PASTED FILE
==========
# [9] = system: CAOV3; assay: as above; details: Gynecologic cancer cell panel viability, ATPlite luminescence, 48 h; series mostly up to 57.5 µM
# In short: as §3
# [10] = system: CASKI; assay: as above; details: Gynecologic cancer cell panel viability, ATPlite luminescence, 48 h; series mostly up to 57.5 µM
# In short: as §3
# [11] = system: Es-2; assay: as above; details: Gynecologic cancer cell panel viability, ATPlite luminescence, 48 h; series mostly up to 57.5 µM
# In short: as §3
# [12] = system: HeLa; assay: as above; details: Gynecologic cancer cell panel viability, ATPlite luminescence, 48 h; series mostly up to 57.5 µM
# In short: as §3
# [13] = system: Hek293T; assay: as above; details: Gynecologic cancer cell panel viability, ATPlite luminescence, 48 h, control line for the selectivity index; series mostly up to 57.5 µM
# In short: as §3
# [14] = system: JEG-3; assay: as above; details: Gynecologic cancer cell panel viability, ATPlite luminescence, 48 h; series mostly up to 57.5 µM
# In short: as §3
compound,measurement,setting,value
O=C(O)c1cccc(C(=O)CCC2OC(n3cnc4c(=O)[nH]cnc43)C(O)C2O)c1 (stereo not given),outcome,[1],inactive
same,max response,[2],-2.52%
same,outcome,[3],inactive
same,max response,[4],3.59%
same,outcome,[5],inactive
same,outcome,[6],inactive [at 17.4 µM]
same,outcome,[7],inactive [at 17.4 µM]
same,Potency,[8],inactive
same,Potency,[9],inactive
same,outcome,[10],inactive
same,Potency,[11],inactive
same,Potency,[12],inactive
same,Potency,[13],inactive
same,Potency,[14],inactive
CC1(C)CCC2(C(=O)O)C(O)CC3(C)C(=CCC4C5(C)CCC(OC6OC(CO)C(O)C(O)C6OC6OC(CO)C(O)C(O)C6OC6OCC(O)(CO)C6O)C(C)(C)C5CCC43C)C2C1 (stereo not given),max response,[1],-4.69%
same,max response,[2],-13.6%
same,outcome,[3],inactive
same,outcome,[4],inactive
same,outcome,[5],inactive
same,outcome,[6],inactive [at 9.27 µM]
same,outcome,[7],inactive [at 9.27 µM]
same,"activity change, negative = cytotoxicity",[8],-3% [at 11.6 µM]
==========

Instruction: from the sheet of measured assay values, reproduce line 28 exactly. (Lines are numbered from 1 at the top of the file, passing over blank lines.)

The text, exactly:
CC1(C)CCC2(C(=O)O)C(O)CC3(C)C(=CCC4C5(C)CCC(OC6OC(CO)C(O)C(O)C6OC6OC(CO)C(O)C(O)C6OC6OCC(O)(CO)C6O)C(C)(C)C5CCC43C)C2C1 (stereo not given),max response,[1],-4.69%